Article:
The morass that is the Islander organization is faced (and has been faced for a long time now) with a dilemma of similar proportions. Which comes first: improving the franchise, or improving attendance & the facilities? Last night, when the Isles faced off against Tampa, they had a paid crowd of just slightly over 8,000 (and there was less than that actually IN the arena). That is the smallest attendance in more than 5 years and is an alarming sign of things to come. How can the Isles expect to: (1) get support for a new arena if they draw less than half the capacity of the current one; (2) collect the revenue necessary to pay free agents & salaries of skilled players if they are selling so few tickets; and (3) attract skilled players if they continue to lose money, play in a bad building, and play in front of pathetic crowds?
All of these problems are woven together and there is no easy solution. Many media "experts" say the problem is ownership - that Wang is too involved. Others say its the inexperience of Snow as GM. Others say the franchise is snake-bitten with bad luck and the development of the Lighthouse project is the key to solving the other problems.
Well, Wang looked like the golden boy after Picketts and Spano and was hailed as a savior when he first bought the franchise. Does he meddle or have too much input. I think that's hard to say for sure and if it was my millions (many millions) at stake I would probably meddle a little too. Initially he injected lots of money into the franchise (Yashin deal, among others) and he quickly learned that there are no quick fixes. I think perhaps Wang needs to remember way back when he first bought the team and he confessed to his lack of knowledge about the sport and he should consider taking a step back & hiring a true hockey professional to run the team. Maybe he should devote 100% of his energies to the Lighthouse project or a smaller scale redevelopment of the Coliseum property. What is the priority here - a new arena for the Isles, or a mammoth real estate project? If he really cares about the team first, then put the team first and not the personal gains to be made from a larger scale site redevelopment. You ask players to put team first -- Wang should do the same.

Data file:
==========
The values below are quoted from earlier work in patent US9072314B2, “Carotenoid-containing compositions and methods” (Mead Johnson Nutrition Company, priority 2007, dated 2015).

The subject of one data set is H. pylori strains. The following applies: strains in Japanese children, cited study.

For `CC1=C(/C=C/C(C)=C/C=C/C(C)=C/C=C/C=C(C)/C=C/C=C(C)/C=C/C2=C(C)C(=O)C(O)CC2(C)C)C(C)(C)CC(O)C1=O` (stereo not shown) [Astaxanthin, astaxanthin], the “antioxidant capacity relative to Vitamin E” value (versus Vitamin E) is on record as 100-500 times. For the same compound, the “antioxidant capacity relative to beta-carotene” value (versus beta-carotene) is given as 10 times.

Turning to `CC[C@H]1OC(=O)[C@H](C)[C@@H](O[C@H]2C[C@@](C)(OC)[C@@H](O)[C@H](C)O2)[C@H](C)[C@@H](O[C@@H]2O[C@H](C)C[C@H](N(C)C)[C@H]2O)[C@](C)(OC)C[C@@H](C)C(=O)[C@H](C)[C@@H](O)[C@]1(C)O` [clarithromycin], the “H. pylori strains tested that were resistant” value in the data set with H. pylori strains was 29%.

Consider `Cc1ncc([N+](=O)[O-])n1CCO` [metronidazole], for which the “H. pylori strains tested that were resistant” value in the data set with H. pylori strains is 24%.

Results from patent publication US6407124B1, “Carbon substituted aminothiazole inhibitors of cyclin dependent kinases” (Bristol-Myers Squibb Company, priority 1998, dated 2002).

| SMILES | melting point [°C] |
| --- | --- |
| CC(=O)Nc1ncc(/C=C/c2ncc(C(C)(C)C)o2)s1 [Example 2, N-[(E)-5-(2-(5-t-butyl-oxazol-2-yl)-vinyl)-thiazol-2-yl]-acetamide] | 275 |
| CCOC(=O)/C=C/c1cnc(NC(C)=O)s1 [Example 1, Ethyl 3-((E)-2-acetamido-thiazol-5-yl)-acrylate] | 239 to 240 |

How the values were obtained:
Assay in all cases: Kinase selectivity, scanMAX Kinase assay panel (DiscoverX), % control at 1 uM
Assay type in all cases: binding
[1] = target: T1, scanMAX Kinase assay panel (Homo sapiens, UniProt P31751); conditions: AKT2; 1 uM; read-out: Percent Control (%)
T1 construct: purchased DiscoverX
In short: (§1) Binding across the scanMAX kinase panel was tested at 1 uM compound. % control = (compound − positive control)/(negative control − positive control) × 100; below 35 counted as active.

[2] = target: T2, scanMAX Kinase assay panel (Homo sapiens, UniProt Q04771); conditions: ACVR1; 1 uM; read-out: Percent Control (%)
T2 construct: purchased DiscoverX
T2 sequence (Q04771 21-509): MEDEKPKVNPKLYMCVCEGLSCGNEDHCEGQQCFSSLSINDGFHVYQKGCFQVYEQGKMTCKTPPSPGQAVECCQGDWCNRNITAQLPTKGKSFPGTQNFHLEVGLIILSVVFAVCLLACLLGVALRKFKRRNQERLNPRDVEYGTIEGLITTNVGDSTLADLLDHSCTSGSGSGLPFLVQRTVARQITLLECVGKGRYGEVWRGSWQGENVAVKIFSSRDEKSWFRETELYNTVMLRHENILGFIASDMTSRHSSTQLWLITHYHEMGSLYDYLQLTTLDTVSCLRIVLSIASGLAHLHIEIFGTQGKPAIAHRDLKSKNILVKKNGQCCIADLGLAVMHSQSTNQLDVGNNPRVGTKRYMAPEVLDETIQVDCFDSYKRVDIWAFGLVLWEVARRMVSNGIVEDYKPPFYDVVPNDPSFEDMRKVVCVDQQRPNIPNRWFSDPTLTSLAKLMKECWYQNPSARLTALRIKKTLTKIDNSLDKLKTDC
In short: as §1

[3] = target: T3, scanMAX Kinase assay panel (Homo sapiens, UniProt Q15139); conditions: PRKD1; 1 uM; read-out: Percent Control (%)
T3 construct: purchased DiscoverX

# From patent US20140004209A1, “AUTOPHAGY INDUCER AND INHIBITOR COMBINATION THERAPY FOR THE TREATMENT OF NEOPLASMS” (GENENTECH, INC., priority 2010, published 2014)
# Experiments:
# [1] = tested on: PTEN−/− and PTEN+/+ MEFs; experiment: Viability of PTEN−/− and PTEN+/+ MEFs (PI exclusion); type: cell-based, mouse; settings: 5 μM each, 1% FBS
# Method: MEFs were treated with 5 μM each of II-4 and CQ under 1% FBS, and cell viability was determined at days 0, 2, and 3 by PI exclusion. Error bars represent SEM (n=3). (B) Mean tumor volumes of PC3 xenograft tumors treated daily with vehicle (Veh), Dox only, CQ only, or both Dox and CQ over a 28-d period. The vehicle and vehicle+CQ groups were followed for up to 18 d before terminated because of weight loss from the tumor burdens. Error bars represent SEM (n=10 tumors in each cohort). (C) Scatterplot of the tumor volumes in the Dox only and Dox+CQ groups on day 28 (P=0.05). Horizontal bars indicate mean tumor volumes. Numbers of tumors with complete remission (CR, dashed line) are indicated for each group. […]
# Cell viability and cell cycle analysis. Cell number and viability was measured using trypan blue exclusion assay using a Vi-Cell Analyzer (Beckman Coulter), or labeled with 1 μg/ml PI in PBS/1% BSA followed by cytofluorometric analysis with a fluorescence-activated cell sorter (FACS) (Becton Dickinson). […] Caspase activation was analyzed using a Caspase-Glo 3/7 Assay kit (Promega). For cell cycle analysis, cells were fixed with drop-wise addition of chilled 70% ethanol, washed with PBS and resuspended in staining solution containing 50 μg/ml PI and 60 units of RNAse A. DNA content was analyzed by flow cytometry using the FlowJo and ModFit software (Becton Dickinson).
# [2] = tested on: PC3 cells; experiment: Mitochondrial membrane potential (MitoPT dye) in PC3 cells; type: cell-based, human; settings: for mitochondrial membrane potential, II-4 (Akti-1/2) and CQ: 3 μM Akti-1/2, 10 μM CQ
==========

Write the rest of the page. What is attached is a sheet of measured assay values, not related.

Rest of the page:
As for Garth's inexperience. Everyone said he did a good job getting Ryan Smyth. That the Streit deal was a steal. He robbed the Ducks in the Wisniewski trade. He "found" Matt Moulson and may have done the same with Parenteau & Schremp. I think he's done a pretty good job in light of the budget restraints, management interference, and his limited experience. Of course not everything he's done has been great (i.e, DP's lifetime contract, Fedotenko, & the signings of some other free agents that didn't pan out). I like Garth and I think he's smart and has done a decent job. That said, I wonder what this team would look like had a real experienced hockey guy (a/k/a Neil Smith) stayed longer than 30 days. Maybe the Isles need to re-think the front office personal and get some more experience. Right now they have Garth and his new inexperienced "advisor" Scott Gordon and a rookie coach in Capuano. They need someone with experience, a solid track record, and a successful resume to run the team.
As for ticket sales & the dump they play in. The Isles have been very creative & flexible with their ticket plans & pricing. Granted, their initial decision to walk away from the sweet deal they offered season ticket holders the last 4 seasons (free parking, 25% discount, extras, and no-interest payments over 16 months) was tough for most season ticket holders to take - particularly in this economy. I know - I had season tickets the last 3 years & I did not renew this season for all of the reasons mentioned above.
The main problem is -- the product is still not very good. Its a catch-22. But rehabilitating the franchise starts at the top. I think bigger changes need to occur. Replacing Gordon (who had no prior experience) with someone else with no experience makes little sense.
Maybe I should join the front office - I do have a law degree & management experience after-all. The first thing I'd do -- is hire someone like Neil Smith to make the hockey decisions. In the meantime, this Shakespearean tragedy will continue to play itself out in front of our eyes.
Well... at least maybe we can hope for a high draft pick.